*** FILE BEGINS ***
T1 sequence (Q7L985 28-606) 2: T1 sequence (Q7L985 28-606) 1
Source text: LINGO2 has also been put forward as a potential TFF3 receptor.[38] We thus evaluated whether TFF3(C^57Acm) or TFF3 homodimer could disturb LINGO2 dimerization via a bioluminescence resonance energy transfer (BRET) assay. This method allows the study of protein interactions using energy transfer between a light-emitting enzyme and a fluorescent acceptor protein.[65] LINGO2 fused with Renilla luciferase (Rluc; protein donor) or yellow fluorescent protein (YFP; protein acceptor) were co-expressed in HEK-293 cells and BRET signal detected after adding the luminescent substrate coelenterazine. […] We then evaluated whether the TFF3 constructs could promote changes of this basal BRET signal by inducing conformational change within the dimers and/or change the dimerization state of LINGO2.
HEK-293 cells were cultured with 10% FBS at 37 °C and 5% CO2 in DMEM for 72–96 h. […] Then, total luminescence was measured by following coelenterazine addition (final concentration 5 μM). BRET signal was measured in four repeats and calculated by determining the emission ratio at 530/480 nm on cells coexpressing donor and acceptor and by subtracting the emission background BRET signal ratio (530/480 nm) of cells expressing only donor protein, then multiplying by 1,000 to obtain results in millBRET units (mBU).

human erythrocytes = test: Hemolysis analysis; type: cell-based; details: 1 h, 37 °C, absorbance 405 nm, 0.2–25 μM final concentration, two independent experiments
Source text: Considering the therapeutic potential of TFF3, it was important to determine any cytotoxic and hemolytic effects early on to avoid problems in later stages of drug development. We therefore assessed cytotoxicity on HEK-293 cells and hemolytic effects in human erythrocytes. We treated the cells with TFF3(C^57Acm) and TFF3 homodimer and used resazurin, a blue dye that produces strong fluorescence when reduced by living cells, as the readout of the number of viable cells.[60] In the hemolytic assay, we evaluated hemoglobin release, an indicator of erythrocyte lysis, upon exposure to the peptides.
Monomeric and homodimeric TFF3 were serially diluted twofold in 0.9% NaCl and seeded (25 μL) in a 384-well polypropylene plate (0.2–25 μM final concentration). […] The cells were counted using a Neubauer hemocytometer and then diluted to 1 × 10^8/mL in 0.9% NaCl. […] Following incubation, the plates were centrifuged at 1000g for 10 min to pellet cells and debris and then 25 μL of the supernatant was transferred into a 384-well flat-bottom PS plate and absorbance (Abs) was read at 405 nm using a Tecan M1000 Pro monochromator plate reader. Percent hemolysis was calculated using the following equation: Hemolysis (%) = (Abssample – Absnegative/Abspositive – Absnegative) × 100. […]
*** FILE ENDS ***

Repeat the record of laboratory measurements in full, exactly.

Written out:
T1 sequence (Q7L985 28-606) 2: T1 sequence (Q7L985 28-606) 1
Source text: LINGO2 has also been put forward as a potential TFF3 receptor.[38] We thus evaluated whether TFF3(C^57Acm) or TFF3 homodimer could disturb LINGO2 dimerization via a bioluminescence resonance energy transfer (BRET) assay. This method allows the study of protein interactions using energy transfer between a light-emitting enzyme and a fluorescent acceptor protein.[65] LINGO2 fused with Renilla luciferase (Rluc; protein donor) or yellow fluorescent protein (YFP; protein acceptor) were co-expressed in HEK-293 cells and BRET signal detected after adding the luminescent substrate coelenterazine. […] We then evaluated whether the TFF3 constructs could promote changes of this basal BRET signal by inducing conformational change within the dimers and/or change the dimerization state of LINGO2.
HEK-293 cells were cultured with 10% FBS at 37 °C and 5% CO2 in DMEM for 72–96 h. […] Then, total luminescence was measured by following coelenterazine addition (final concentration 5 μM). BRET signal was measured in four repeats and calculated by determining the emission ratio at 530/480 nm on cells coexpressing donor and acceptor and by subtracting the emission background BRET signal ratio (530/480 nm) of cells expressing only donor protein, then multiplying by 1,000 to obtain results in millBRET units (mBU).

human erythrocytes = test: Hemolysis analysis; type: cell-based; details: 1 h, 37 °C, absorbance 405 nm, 0.2–25 μM final concentration, two independent experiments
Source text: Considering the therapeutic potential of TFF3, it was important to determine any cytotoxic and hemolytic effects early on to avoid problems in later stages of drug development. We therefore assessed cytotoxicity on HEK-293 cells and hemolytic effects in human erythrocytes. We treated the cells with TFF3(C^57Acm) and TFF3 homodimer and used resazurin, a blue dye that produces strong fluorescence when reduced by living cells, as the readout of the number of viable cells.[60] In the hemolytic assay, we evaluated hemoglobin release, an indicator of erythrocyte lysis, upon exposure to the peptides.
Monomeric and homodimeric TFF3 were serially diluted twofold in 0.9% NaCl and seeded (25 μL) in a 384-well polypropylene plate (0.2–25 μM final concentration). […] The cells were counted using a Neubauer hemocytometer and then diluted to 1 × 10^8/mL in 0.9% NaCl. […] Following incubation, the plates were centrifuged at 1000g for 10 min to pellet cells and debris and then 25 μL of the supernatant was transferred into a 384-well flat-bottom PS plate and absorbance (Abs) was read at 405 nm using a Tecan M1000 Pro monochromator plate reader. Percent hemolysis was calculated using the following equation: Hemolysis (%) = (Abssample – Absnegative/Abspositive – Absnegative) × 100. […]